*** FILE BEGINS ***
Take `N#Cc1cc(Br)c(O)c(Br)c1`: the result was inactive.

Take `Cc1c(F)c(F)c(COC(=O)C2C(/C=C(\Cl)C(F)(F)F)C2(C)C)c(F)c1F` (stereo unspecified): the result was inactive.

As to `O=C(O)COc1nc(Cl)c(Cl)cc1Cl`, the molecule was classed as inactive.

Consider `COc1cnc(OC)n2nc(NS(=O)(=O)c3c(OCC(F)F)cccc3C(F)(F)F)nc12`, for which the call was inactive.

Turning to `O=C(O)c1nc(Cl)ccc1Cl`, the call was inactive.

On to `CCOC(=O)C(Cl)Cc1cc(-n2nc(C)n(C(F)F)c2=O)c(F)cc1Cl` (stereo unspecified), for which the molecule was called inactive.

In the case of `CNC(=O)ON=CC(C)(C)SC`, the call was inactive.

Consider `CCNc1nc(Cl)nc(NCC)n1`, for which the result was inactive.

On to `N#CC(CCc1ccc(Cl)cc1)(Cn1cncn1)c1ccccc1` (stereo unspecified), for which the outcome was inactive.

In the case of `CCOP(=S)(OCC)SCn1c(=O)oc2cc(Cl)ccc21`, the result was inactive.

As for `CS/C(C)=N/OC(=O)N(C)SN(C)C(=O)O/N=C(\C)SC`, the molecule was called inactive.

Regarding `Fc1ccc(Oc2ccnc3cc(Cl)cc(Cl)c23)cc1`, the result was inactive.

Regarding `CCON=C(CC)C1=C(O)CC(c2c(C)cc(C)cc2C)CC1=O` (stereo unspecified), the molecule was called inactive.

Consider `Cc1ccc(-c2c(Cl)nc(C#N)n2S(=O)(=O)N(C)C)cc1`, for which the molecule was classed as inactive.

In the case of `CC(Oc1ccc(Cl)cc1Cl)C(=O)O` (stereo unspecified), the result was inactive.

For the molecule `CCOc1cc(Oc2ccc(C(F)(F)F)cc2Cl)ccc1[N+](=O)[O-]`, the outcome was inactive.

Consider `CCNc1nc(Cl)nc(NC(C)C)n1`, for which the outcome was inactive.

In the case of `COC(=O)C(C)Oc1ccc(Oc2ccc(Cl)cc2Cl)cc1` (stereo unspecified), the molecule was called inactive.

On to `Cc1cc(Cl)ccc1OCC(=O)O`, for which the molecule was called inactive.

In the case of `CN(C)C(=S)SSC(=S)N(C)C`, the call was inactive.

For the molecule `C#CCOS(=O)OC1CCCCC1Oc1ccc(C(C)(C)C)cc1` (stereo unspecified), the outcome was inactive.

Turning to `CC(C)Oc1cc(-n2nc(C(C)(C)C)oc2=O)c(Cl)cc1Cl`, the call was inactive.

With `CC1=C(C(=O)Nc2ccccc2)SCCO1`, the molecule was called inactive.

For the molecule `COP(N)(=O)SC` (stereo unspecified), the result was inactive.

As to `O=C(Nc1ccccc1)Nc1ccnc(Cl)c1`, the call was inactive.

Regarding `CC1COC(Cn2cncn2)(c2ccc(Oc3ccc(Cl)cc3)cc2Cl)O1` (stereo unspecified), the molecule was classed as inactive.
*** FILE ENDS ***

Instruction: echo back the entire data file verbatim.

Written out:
Take `N#Cc1cc(Br)c(O)c(Br)c1`: the result was inactive.

Take `Cc1c(F)c(F)c(COC(=O)C2C(/C=C(\Cl)C(F)(F)F)C2(C)C)c(F)c1F` (stereo unspecified): the result was inactive.

As to `O=C(O)COc1nc(Cl)c(Cl)cc1Cl`, the molecule was classed as inactive.

Consider `COc1cnc(OC)n2nc(NS(=O)(=O)c3c(OCC(F)F)cccc3C(F)(F)F)nc12`, for which the call was inactive.

Turning to `O=C(O)c1nc(Cl)ccc1Cl`, the call was inactive.

On to `CCOC(=O)C(Cl)Cc1cc(-n2nc(C)n(C(F)F)c2=O)c(F)cc1Cl` (stereo unspecified), for which the molecule was called inactive.

In the case of `CNC(=O)ON=CC(C)(C)SC`, the call was inactive.

Consider `CCNc1nc(Cl)nc(NCC)n1`, for which the result was inactive.

On to `N#CC(CCc1ccc(Cl)cc1)(Cn1cncn1)c1ccccc1` (stereo unspecified), for which the outcome was inactive.

In the case of `CCOP(=S)(OCC)SCn1c(=O)oc2cc(Cl)ccc21`, the result was inactive.

As for `CS/C(C)=N/OC(=O)N(C)SN(C)C(=O)O/N=C(\C)SC`, the molecule was called inactive.

Regarding `Fc1ccc(Oc2ccnc3cc(Cl)cc(Cl)c23)cc1`, the result was inactive.

Regarding `CCON=C(CC)C1=C(O)CC(c2c(C)cc(C)cc2C)CC1=O` (stereo unspecified), the molecule was called inactive.

Consider `Cc1ccc(-c2c(Cl)nc(C#N)n2S(=O)(=O)N(C)C)cc1`, for which the molecule was classed as inactive.

In the case of `CC(Oc1ccc(Cl)cc1Cl)C(=O)O` (stereo unspecified), the result was inactive.

For the molecule `CCOc1cc(Oc2ccc(C(F)(F)F)cc2Cl)ccc1[N+](=O)[O-]`, the outcome was inactive.

Consider `CCNc1nc(Cl)nc(NC(C)C)n1`, for which the outcome was inactive.

In the case of `COC(=O)C(C)Oc1ccc(Oc2ccc(Cl)cc2Cl)cc1` (stereo unspecified), the molecule was called inactive.

On to `Cc1cc(Cl)ccc1OCC(=O)O`, for which the molecule was called inactive.

In the case of `CN(C)C(=S)SSC(=S)N(C)C`, the call was inactive.

For the molecule `C#CCOS(=O)OC1CCCCC1Oc1ccc(C(C)(C)C)cc1` (stereo unspecified), the outcome was inactive.

Turning to `CC(C)Oc1cc(-n2nc(C(C)(C)C)oc2=O)c(Cl)cc1Cl`, the call was inactive.

With `CC1=C(C(=O)Nc2ccccc2)SCCO1`, the molecule was called inactive.

For the molecule `COP(N)(=O)SC` (stereo unspecified), the result was inactive.

As to `O=C(Nc1ccccc1)Nc1ccnc(Cl)c1`, the call was inactive.

Regarding `CC1COC(Cn2cncn2)(c2ccc(Oc3ccc(Cl)cc3)cc2Cl)O1` (stereo unspecified), the molecule was classed as inactive.